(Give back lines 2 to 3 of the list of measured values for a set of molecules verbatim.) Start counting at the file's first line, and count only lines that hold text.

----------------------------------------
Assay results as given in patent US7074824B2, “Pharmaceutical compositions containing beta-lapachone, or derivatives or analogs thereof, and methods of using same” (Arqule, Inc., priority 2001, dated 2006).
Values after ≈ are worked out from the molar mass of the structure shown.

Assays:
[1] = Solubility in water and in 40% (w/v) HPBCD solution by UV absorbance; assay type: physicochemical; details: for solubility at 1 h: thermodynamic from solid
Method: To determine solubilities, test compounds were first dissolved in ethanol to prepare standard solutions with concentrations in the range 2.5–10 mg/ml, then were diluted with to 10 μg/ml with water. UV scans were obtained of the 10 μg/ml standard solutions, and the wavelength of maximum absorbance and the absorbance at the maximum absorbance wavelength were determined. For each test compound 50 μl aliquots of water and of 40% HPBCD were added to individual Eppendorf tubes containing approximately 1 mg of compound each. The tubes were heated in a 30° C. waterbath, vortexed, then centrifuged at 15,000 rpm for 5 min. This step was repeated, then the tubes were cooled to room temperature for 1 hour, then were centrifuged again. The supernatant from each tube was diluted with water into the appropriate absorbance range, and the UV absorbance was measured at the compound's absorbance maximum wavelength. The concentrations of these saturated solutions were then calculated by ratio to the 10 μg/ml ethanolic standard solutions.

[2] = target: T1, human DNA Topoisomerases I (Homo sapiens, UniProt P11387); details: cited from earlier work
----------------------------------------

Values after ≈ are worked out from the molar mass of the structure shown.

Assays: